Skip to content

An update on the state juvenile justice system

Within the last year, we have seen many stories of our state juvenile justice centers, including how the youths are treated, riots, youth workers being hospitalized, and the lack of safety within the facilities. Some Interim Joint Committees met with the Department of Juvenile Justice (DJJ) during the summer months about the riots. Legislative Oversight and Investigations Committee met to investigate what happened at the Lyndon facility, and then the Judiciary committee followed up with that investigation and questioned the DJJ about the riot that occurred in Adair County.
Over the last month, a juvenile justice work group met with stakeholders, including DJJ officials, employees, educators, judges and other court representatives, as well as others with a vested interest in the issue. The informal work group includes members of the House and Senate from both political parties and is aimed at getting to the bottom of the issue and come up with a short-term solution, also a long-term one. Ultimately, the state must ensure that those housed in these facilities are safe and secure, but also that those who work in these detention centers have the tools they need to protect themselves and others. There have been many instances of youth workers being attacked and hospitalized, fights breaking out, and youths escaping.
Staffing shortages appear to be a leading factor in these safety issues. To help with these extreme staffing shortages, the governor announced that he would use funds we allocated to the department to increase starting pay to $50,000 for detention center staff. However, this money was intended to be used for additional positions, leaving a hole in the department’s budget. You may remember that the budget approved last session included funding for an across the board 8% raise for all state employees in the first fiscal year, while setting aside the equivalent of a 12% pay raise for the second year. To access those funds, the budget requires a detailed compensation plan that proposes targeted pay increases in areas that have lagged because of turnover and other reasons. That stipulation has yet to be met.
Work group members also heard about a need for more security in these facilities. Until recently, employees could not carry defensive equipment like pepper spray or tasers, despite the fact many of the juveniles are being detained for extremely violent crimes. The department has also added a director of security and a compliance. Other changes include separating males and females at facilities and separating the juveniles by the level of offense.
On January 27, leaders of the work group sent a formal letter to Governor Beshear about what they found from the multiple meetings they had during January. Much of the information from those meetings was very alarming, including the low morale of staff, toxic work culture, and fear of retaliation by the administration. The letter included a list of recommendations for the administration:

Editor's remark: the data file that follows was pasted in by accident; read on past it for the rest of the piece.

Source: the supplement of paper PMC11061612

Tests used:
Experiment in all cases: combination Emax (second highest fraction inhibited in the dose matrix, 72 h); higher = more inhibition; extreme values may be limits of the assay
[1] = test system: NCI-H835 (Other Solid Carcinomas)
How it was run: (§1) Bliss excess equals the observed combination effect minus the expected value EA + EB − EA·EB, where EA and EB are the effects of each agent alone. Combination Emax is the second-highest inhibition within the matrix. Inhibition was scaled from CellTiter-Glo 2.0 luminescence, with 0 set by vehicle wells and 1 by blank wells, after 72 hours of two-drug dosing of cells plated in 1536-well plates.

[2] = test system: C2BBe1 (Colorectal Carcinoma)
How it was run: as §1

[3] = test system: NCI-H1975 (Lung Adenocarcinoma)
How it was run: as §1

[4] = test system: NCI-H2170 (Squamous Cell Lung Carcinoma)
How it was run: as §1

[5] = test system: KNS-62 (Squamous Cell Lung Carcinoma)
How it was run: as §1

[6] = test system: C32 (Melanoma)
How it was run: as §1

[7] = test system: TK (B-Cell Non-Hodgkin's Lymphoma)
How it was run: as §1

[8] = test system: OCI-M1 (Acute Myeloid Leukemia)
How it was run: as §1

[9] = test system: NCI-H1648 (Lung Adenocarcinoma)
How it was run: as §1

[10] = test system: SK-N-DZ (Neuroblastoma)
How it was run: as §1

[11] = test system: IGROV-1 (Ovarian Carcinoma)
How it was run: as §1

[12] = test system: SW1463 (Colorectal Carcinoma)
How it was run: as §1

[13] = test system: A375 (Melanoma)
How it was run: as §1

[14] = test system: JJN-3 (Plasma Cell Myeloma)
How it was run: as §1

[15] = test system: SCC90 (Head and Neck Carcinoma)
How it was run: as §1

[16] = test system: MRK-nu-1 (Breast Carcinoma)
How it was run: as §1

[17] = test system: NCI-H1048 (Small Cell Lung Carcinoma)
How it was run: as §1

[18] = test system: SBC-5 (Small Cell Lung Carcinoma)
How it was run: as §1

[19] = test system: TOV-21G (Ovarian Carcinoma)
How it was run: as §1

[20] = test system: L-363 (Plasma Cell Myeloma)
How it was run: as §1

Use every resource to restore detention facilities’ safety, order, structure, and discipline.
Consider replacing department leadership and conducting a nationwide search for new department officials with a vision to remedy the existing toxic culture within DJJ.
Allow an open inspection by an independent party of the detention facilities. A report should be returned in 30 days to the Legislative Research Commission detailing the conditions of the facilities, the treatment of detainees, the morale of the staff, and the working conditions.
Develop and maintain a tracking notification system to automatically notify authorized parents, legal guardians, and law enforcement agencies of detained youth’s movement across the state, from one facility to another, to and from court or any other location, until they are committed or imprisoned.
Explain the failure to continue implementing the 2017 recommendations of the Center for Children’s Law and Policy.
Swiftly make trauma care available to current employees and employees who worked at detention facilities within the last three years.
Enter into and maintain a contract with Our Lady of Peace hospital or a similarly qualified entity and work with providers to ensure that juveniles in DJJ custody who are experiencing severe mental illness receive timely and comprehensive mental health treatment.
Provide us with the specific gaps in the law needing reform to allow for a healthy department that protects youth and staff.
Appoint an outside trustee or an entity in a receiver to manage the overhaul of DJJ.
Juvenile justice reforms will continue to be a priority as we return to Frankfort on February 7. We must come together to find solutions so Kentucky’s kids can get the treatment they deserve and feel safe while away from their homes. Politics has no place when lives are at risk.
As always, I can be reached here at home anytime, or through the toll-free message line in Frankfort at 1-800-372-7181. Feel free to contact me via email at If you would like more information, please visit the legislature’s website at

Leave a Comment